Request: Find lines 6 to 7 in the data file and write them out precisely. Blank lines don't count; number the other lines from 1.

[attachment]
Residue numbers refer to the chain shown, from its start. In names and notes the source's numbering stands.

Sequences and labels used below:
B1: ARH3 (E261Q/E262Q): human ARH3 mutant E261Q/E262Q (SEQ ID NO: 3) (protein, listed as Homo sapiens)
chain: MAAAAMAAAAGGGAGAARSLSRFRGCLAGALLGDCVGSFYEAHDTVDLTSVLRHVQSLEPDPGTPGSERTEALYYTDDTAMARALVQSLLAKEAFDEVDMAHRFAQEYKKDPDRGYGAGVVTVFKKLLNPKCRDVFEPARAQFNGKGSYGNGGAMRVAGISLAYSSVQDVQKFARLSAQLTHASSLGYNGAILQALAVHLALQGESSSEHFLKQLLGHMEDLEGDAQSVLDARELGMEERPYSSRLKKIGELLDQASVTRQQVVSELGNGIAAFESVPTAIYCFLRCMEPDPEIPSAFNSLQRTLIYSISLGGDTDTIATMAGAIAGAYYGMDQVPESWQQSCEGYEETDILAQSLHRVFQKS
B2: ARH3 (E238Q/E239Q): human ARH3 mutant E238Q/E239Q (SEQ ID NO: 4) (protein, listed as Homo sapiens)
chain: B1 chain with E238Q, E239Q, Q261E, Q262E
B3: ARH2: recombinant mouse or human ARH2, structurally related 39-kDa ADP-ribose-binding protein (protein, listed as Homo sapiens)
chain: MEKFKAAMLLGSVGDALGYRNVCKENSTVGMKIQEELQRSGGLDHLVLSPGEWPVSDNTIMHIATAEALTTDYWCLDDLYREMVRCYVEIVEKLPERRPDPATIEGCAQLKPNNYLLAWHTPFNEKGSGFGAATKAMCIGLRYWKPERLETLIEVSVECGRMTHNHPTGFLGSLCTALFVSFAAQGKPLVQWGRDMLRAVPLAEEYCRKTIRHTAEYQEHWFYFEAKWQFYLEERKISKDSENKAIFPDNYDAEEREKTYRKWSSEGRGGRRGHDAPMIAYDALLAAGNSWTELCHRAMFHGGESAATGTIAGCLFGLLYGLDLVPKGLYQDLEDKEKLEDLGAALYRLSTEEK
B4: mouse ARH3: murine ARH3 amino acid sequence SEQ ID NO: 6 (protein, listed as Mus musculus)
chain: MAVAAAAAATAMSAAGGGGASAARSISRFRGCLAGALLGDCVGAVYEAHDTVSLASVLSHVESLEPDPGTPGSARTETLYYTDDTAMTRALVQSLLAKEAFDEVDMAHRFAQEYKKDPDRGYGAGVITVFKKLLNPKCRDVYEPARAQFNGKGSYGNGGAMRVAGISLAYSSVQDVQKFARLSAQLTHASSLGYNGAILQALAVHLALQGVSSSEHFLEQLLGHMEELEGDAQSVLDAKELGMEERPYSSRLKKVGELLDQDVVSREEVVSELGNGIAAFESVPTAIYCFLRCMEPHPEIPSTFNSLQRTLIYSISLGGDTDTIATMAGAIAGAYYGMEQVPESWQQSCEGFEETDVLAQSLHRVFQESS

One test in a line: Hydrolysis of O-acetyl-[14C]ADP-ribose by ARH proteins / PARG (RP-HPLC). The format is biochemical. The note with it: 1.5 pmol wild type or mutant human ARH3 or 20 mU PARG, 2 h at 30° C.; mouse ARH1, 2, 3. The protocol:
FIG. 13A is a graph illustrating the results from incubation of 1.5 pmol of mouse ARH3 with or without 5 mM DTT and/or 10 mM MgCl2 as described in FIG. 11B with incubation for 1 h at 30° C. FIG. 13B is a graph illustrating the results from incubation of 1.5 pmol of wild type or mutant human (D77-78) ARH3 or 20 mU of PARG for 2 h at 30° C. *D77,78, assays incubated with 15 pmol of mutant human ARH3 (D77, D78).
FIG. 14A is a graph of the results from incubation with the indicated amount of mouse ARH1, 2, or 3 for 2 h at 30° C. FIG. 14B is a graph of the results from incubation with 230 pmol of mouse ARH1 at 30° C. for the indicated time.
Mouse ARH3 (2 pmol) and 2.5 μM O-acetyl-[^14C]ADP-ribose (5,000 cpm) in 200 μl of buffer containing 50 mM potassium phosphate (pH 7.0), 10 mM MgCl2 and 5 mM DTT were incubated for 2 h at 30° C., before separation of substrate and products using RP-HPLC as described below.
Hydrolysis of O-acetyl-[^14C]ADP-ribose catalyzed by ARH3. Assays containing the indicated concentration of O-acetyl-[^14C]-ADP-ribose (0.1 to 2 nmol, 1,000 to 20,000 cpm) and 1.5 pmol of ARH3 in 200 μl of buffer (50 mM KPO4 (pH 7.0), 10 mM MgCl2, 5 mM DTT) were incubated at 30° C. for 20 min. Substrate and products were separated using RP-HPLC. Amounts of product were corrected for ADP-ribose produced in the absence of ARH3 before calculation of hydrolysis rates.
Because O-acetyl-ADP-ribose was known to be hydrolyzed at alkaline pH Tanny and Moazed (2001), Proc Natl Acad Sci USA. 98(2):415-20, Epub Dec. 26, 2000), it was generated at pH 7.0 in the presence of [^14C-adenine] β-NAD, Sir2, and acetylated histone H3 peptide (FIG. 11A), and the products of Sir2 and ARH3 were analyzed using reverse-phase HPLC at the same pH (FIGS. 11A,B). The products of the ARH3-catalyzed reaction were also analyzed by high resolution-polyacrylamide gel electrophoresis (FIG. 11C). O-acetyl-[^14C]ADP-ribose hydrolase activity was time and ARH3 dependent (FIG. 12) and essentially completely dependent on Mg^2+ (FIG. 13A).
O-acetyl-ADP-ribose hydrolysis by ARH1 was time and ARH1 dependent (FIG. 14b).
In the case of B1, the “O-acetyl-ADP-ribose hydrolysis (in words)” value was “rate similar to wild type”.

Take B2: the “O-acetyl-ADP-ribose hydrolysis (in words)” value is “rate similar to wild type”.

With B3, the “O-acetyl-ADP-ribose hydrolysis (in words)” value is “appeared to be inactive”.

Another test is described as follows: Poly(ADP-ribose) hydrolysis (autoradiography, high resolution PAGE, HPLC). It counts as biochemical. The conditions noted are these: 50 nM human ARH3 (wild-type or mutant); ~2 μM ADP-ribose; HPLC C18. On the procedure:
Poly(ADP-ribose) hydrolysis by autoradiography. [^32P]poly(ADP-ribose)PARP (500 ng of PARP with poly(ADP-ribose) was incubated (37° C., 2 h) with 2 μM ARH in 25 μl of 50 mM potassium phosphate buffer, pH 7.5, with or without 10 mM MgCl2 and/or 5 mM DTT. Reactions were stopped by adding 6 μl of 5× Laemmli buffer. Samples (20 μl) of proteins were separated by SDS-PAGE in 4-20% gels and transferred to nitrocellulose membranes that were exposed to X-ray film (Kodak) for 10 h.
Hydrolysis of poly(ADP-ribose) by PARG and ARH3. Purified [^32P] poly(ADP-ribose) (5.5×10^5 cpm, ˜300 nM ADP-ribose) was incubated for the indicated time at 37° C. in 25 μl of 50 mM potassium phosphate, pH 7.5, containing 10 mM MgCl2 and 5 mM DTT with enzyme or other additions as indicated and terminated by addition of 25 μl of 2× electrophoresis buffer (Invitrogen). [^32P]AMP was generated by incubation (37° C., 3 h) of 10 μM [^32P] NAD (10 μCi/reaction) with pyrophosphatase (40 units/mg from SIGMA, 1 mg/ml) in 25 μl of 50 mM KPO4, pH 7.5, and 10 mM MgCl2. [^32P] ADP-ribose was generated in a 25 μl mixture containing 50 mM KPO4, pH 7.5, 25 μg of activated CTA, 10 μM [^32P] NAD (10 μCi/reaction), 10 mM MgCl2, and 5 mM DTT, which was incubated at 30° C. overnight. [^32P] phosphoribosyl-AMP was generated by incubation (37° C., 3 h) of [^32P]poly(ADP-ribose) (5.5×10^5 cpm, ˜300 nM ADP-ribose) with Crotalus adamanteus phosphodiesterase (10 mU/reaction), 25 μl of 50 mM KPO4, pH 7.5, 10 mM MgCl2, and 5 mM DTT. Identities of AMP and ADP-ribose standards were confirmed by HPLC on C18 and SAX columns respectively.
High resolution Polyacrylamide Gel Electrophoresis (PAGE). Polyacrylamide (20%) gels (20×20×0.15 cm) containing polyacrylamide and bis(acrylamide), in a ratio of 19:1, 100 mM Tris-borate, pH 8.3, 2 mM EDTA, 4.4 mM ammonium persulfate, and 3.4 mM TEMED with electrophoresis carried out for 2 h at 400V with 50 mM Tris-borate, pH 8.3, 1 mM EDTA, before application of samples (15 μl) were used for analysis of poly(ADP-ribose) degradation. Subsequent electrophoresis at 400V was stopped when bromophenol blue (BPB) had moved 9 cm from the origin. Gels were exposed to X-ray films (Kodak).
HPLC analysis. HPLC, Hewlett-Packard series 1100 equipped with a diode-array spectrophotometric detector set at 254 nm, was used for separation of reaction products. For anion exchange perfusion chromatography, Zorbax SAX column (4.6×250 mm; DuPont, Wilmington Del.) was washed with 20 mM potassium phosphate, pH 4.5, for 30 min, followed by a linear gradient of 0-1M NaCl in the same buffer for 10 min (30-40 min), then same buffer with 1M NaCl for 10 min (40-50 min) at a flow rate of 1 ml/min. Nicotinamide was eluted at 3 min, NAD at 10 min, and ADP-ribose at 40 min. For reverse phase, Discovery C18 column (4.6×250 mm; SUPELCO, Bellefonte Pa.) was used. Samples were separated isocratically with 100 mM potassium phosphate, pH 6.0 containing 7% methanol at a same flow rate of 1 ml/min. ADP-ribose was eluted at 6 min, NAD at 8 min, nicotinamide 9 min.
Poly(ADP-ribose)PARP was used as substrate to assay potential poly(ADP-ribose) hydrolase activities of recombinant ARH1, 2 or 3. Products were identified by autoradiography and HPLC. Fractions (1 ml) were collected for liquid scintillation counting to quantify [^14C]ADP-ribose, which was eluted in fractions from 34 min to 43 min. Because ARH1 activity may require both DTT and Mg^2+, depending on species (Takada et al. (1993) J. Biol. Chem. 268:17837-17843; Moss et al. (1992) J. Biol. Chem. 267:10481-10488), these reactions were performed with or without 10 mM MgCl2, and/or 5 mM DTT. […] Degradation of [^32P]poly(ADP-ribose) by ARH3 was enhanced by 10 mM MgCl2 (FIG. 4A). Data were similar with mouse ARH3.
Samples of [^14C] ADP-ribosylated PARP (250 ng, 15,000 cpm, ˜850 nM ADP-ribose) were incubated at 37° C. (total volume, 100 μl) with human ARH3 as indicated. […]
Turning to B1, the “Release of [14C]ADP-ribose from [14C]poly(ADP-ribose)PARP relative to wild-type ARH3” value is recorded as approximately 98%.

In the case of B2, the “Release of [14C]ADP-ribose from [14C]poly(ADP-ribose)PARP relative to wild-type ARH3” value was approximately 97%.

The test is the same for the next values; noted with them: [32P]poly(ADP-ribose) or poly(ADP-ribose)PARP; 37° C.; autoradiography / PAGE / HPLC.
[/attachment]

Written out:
chain: B1 chain with E238Q, E239Q, Q261E, Q262E
B3: ARH2: recombinant mouse or human ARH2, structurally related 39-kDa ADP-ribose-binding protein (protein, listed as Homo sapiens)